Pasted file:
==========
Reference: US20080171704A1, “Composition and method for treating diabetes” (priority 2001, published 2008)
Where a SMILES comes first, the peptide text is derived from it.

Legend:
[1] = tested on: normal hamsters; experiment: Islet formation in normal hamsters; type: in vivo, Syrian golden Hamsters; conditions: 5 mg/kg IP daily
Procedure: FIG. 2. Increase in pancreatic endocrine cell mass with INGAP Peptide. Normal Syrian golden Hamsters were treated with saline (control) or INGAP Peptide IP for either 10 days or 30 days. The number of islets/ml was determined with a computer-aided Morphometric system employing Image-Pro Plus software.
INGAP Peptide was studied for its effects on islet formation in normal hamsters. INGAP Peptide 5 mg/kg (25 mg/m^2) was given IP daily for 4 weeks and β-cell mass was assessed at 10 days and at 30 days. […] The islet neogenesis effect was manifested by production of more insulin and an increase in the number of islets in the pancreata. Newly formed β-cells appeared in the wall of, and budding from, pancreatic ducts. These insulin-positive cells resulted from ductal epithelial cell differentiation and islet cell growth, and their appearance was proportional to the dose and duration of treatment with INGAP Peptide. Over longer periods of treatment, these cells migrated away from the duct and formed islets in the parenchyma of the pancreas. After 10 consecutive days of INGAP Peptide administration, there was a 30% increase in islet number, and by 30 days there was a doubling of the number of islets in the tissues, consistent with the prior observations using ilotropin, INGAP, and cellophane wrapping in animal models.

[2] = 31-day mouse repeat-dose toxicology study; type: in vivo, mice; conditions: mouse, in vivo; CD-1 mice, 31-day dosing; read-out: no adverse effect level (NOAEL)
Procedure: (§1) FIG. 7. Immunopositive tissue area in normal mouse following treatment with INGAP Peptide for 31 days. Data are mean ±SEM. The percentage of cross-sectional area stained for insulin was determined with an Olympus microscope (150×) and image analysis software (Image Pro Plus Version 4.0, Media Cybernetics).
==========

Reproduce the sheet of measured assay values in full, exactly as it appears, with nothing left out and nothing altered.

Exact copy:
Reference: US20080171704A1, “Composition and method for treating diabetes” (priority 2001, published 2008)
Where a SMILES comes first, the peptide text is derived from it.

Legend:
[1] = tested on: normal hamsters; experiment: Islet formation in normal hamsters; type: in vivo, Syrian golden Hamsters; conditions: 5 mg/kg IP daily
Procedure: FIG. 2. Increase in pancreatic endocrine cell mass with INGAP Peptide. Normal Syrian golden Hamsters were treated with saline (control) or INGAP Peptide IP for either 10 days or 30 days. The number of islets/ml was determined with a computer-aided Morphometric system employing Image-Pro Plus software.
INGAP Peptide was studied for its effects on islet formation in normal hamsters. INGAP Peptide 5 mg/kg (25 mg/m^2) was given IP daily for 4 weeks and β-cell mass was assessed at 10 days and at 30 days. […] The islet neogenesis effect was manifested by production of more insulin and an increase in the number of islets in the pancreata. Newly formed β-cells appeared in the wall of, and budding from, pancreatic ducts. These insulin-positive cells resulted from ductal epithelial cell differentiation and islet cell growth, and their appearance was proportional to the dose and duration of treatment with INGAP Peptide. Over longer periods of treatment, these cells migrated away from the duct and formed islets in the parenchyma of the pancreas. After 10 consecutive days of INGAP Peptide administration, there was a 30% increase in islet number, and by 30 days there was a doubling of the number of islets in the tissues, consistent with the prior observations using ilotropin, INGAP, and cellophane wrapping in animal models.

[2] = 31-day mouse repeat-dose toxicology study; type: in vivo, mice; conditions: mouse, in vivo; CD-1 mice, 31-day dosing; read-out: no adverse effect level (NOAEL)
Procedure: (§1) FIG. 7. Immunopositive tissue area in normal mouse following treatment with INGAP Peptide for 31 days. Data are mean ±SEM. The percentage of cross-sectional area stained for insulin was determined with an Olympus microscope (150×) and image analysis software (Image Pro Plus Version 4.0, Media Cybernetics).